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Contribution to Book
Constitutional Climate Change in the Courts
Environmental Law (2008)
  • James R. May
We have entered an interesting constitutional era, one in which a rising sea level will help to buoy a rising tide of climate litigation, the leading edge of which lies constitutional jurisprudence as applied to the political question doctrine, preemption, dormant commerce and compact clauses and standing. In 2007 most of it involves either state action (e.g., to regulate greenhouse gas emissions from new motor vehicles or require climate friendly energy production), or state causes of action (e.g., public or private nuisance). In 2007, the trend was toward dismissing climate-tort cases as presenting political questions. Notably, in Mass. v. EPA, the court declined to enter political question arguments, finding that federal law gave the EPA the authority to regulate greenhouse gas emissions. Preemption defenses were less successful, although common law causes of action for climate change are likely to survive preemption challenges. Standing remains a considerable obstacle to climate litigation, although states have been granted a softer standard under the premise of “special solicitude.”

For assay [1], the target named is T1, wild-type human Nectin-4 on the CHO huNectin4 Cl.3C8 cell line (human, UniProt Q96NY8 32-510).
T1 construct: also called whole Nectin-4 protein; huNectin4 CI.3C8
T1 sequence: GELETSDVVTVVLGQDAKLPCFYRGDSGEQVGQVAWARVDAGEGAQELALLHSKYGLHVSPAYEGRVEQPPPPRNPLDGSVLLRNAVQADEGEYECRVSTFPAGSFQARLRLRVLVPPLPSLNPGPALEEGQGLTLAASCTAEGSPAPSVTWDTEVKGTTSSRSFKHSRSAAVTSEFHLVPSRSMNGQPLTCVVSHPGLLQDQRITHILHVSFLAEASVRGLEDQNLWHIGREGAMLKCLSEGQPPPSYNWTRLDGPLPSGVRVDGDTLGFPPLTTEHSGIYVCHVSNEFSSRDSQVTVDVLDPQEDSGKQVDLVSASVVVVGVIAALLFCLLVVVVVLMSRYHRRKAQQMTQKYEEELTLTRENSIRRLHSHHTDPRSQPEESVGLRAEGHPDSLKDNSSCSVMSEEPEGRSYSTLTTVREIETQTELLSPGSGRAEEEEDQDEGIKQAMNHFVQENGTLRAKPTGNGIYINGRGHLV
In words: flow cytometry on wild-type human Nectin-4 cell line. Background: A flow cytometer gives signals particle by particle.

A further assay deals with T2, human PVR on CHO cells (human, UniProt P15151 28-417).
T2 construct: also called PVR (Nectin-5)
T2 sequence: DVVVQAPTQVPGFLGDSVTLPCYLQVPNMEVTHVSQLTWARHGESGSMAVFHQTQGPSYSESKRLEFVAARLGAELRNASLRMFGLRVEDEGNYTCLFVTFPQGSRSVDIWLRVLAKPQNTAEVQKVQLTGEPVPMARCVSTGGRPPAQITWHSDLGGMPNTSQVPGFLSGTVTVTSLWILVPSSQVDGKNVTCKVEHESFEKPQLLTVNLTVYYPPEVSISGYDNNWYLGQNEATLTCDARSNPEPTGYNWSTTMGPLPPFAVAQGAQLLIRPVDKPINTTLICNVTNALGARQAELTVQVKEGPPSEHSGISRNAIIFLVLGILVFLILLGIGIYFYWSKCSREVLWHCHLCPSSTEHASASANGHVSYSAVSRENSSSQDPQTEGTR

• constitutional law,
  • environmental law
Publication Date
February, 2008
Cosponsored by the Environmental Law Institute and The Smithsonian Institution, ALI-ABA Course of Study, Feb. 6-8, 2008
Citation Information
James R. May. "Constitutional Climate Change in the Courts" Environmental Law (2008)
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